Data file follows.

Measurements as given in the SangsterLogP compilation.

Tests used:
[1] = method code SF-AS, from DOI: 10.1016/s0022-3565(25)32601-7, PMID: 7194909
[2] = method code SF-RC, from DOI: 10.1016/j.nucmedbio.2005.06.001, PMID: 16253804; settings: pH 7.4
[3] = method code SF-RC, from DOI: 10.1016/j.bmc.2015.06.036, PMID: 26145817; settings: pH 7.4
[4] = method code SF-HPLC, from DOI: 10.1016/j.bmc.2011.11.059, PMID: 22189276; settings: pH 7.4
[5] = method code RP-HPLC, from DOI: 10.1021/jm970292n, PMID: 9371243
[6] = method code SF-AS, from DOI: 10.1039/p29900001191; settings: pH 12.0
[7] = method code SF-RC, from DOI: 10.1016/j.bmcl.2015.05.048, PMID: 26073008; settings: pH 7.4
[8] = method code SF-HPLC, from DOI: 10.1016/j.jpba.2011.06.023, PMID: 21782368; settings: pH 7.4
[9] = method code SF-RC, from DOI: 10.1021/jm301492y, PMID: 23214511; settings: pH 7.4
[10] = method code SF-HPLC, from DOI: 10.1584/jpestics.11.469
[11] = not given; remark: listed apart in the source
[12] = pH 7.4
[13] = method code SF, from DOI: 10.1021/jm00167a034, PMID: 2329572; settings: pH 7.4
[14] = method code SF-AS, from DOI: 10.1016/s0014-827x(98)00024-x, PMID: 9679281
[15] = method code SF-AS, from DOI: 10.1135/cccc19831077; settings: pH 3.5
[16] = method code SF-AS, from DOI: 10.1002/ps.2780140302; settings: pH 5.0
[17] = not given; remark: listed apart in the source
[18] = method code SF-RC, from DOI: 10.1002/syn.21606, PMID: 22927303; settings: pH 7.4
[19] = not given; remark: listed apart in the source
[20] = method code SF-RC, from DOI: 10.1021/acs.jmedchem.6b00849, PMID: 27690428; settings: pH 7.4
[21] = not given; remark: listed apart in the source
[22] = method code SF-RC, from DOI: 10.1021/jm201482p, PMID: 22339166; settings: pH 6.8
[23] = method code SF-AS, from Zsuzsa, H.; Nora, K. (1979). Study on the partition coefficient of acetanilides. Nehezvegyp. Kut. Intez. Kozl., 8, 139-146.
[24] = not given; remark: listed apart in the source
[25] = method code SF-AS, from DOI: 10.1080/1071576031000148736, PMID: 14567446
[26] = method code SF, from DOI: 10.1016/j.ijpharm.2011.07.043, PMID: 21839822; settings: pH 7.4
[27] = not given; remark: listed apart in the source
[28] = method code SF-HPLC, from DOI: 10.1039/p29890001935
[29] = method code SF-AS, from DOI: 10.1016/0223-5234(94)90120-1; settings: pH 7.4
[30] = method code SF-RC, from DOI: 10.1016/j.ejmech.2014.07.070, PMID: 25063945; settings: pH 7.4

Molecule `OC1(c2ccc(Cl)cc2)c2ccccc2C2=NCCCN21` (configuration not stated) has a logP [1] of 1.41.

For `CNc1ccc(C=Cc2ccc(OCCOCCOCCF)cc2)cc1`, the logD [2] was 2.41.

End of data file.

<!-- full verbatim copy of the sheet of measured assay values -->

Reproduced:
Measurements as given in the SangsterLogP compilation.

Tests used:
[1] = method code SF-AS, from DOI: 10.1016/s0022-3565(25)32601-7, PMID: 7194909
[2] = method code SF-RC, from DOI: 10.1016/j.nucmedbio.2005.06.001, PMID: 16253804; settings: pH 7.4
[3] = method code SF-RC, from DOI: 10.1016/j.bmc.2015.06.036, PMID: 26145817; settings: pH 7.4
[4] = method code SF-HPLC, from DOI: 10.1016/j.bmc.2011.11.059, PMID: 22189276; settings: pH 7.4
[5] = method code RP-HPLC, from DOI: 10.1021/jm970292n, PMID: 9371243
[6] = method code SF-AS, from DOI: 10.1039/p29900001191; settings: pH 12.0
[7] = method code SF-RC, from DOI: 10.1016/j.bmcl.2015.05.048, PMID: 26073008; settings: pH 7.4
[8] = method code SF-HPLC, from DOI: 10.1016/j.jpba.2011.06.023, PMID: 21782368; settings: pH 7.4
[9] = method code SF-RC, from DOI: 10.1021/jm301492y, PMID: 23214511; settings: pH 7.4
[10] = method code SF-HPLC, from DOI: 10.1584/jpestics.11.469
[11] = not given; remark: listed apart in the source
[12] = pH 7.4
[13] = method code SF, from DOI: 10.1021/jm00167a034, PMID: 2329572; settings: pH 7.4
[14] = method code SF-AS, from DOI: 10.1016/s0014-827x(98)00024-x, PMID: 9679281
[15] = method code SF-AS, from DOI: 10.1135/cccc19831077; settings: pH 3.5
[16] = method code SF-AS, from DOI: 10.1002/ps.2780140302; settings: pH 5.0
[17] = not given; remark: listed apart in the source
[18] = method code SF-RC, from DOI: 10.1002/syn.21606, PMID: 22927303; settings: pH 7.4
[19] = not given; remark: listed apart in the source
[20] = method code SF-RC, from DOI: 10.1021/acs.jmedchem.6b00849, PMID: 27690428; settings: pH 7.4
[21] = not given; remark: listed apart in the source
[22] = method code SF-RC, from DOI: 10.1021/jm201482p, PMID: 22339166; settings: pH 6.8
[23] = method code SF-AS, from Zsuzsa, H.; Nora, K. (1979). Study on the partition coefficient of acetanilides. Nehezvegyp. Kut. Intez. Kozl., 8, 139-146.
[24] = not given; remark: listed apart in the source
[25] = method code SF-AS, from DOI: 10.1080/1071576031000148736, PMID: 14567446
[26] = method code SF, from DOI: 10.1016/j.ijpharm.2011.07.043, PMID: 21839822; settings: pH 7.4
[27] = not given; remark: listed apart in the source
[28] = method code SF-HPLC, from DOI: 10.1039/p29890001935
[29] = method code SF-AS, from DOI: 10.1016/0223-5234(94)90120-1; settings: pH 7.4
[30] = method code SF-RC, from DOI: 10.1016/j.ejmech.2014.07.070, PMID: 25063945; settings: pH 7.4

Molecule `OC1(c2ccc(Cl)cc2)c2ccccc2C2=NCCCN21` (configuration not stated) has a logP [1] of 1.41.

For `CNc1ccc(C=Cc2ccc(OCCOCCOCCF)cc2)cc1`, the logD [2] was 2.41.